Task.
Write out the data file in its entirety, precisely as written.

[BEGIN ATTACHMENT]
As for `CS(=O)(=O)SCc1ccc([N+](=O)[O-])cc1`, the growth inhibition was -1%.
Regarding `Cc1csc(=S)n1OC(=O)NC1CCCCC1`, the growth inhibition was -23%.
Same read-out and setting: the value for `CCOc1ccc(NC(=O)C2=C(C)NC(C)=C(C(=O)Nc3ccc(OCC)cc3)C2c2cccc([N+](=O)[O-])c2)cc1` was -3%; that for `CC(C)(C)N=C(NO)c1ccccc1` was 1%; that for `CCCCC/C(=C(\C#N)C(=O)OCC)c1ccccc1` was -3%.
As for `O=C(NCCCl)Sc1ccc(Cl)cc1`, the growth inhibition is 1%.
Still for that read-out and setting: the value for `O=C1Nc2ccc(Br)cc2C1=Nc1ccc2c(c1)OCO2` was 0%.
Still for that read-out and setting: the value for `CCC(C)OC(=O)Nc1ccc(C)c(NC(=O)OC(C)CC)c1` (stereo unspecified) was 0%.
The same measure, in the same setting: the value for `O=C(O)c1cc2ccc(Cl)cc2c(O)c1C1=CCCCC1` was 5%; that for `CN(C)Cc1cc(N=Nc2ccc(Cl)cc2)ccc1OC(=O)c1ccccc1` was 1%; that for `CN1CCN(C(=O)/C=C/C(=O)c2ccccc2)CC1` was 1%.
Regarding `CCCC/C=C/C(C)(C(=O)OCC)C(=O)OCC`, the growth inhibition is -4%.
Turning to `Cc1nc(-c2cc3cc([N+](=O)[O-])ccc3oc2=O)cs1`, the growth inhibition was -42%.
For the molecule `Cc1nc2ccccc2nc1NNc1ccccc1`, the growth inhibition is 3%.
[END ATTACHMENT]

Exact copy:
As for `CS(=O)(=O)SCc1ccc([N+](=O)[O-])cc1`, the growth inhibition was -1%.
Regarding `Cc1csc(=S)n1OC(=O)NC1CCCCC1`, the growth inhibition was -23%.
Same read-out and setting: the value for `CCOc1ccc(NC(=O)C2=C(C)NC(C)=C(C(=O)Nc3ccc(OCC)cc3)C2c2cccc([N+](=O)[O-])c2)cc1` was -3%; that for `CC(C)(C)N=C(NO)c1ccccc1` was 1%; that for `CCCCC/C(=C(\C#N)C(=O)OCC)c1ccccc1` was -3%.
As for `O=C(NCCCl)Sc1ccc(Cl)cc1`, the growth inhibition is 1%.
Still for that read-out and setting: the value for `O=C1Nc2ccc(Br)cc2C1=Nc1ccc2c(c1)OCO2` was 0%.
Still for that read-out and setting: the value for `CCC(C)OC(=O)Nc1ccc(C)c(NC(=O)OC(C)CC)c1` (stereo unspecified) was 0%.
The same measure, in the same setting: the value for `O=C(O)c1cc2ccc(Cl)cc2c(O)c1C1=CCCCC1` was 5%; that for `CN(C)Cc1cc(N=Nc2ccc(Cl)cc2)ccc1OC(=O)c1ccccc1` was 1%; that for `CN1CCN(C(=O)/C=C/C(=O)c2ccccc2)CC1` was 1%.
Regarding `CCCC/C=C/C(C)(C(=O)OCC)C(=O)OCC`, the growth inhibition is -4%.
Turning to `Cc1nc(-c2cc3cc([N+](=O)[O-])ccc3oc2=O)cs1`, the growth inhibition was -42%.
For the molecule `Cc1nc2ccccc2nc1NNc1ccccc1`, the growth inhibition is 3%.